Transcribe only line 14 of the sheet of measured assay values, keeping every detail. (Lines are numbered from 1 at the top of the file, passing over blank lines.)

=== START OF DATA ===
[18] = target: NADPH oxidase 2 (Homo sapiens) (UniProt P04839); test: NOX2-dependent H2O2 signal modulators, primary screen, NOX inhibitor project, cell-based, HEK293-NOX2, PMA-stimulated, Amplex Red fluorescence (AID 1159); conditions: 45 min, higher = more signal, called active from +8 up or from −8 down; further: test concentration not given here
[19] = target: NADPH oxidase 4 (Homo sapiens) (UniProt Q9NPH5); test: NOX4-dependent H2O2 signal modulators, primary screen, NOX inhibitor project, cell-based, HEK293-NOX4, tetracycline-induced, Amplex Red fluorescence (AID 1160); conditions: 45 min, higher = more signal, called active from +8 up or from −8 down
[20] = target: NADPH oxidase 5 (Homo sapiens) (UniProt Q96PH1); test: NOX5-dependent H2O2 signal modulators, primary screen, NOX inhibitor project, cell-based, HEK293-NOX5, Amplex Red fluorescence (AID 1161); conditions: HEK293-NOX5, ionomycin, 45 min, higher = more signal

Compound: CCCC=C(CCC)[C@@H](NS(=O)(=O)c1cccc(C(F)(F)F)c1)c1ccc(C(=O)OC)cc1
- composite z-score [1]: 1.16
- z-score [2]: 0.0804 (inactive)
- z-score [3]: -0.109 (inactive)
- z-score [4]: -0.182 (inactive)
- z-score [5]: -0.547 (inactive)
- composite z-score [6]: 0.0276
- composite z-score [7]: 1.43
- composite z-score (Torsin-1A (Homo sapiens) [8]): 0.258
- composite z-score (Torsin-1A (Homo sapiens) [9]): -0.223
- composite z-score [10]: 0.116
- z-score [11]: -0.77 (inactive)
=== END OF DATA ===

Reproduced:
- composite z-score [10]: 0.116